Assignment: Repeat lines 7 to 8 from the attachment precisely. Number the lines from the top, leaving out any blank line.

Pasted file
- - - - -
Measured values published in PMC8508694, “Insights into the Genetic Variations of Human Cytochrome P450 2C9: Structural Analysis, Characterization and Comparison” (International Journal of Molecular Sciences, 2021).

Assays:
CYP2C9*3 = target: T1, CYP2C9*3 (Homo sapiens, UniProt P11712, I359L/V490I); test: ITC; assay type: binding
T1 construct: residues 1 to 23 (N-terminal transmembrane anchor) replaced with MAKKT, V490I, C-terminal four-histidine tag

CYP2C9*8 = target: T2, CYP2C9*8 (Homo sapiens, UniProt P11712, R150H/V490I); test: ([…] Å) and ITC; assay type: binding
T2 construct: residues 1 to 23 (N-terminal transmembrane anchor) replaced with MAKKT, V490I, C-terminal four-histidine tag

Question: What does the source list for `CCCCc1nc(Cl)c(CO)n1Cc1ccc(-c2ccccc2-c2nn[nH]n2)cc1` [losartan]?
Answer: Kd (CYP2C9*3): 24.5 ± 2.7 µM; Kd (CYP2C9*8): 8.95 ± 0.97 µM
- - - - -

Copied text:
Question: What does the source list for `CCCCc1nc(Cl)c(CO)n1Cc1ccc(-c2ccccc2-c2nn[nH]n2)cc1` [losartan]?
Answer: Kd (CYP2C9*3): 24.5 ± 2.7 µM; Kd (CYP2C9*8): 8.95 ± 0.97 µM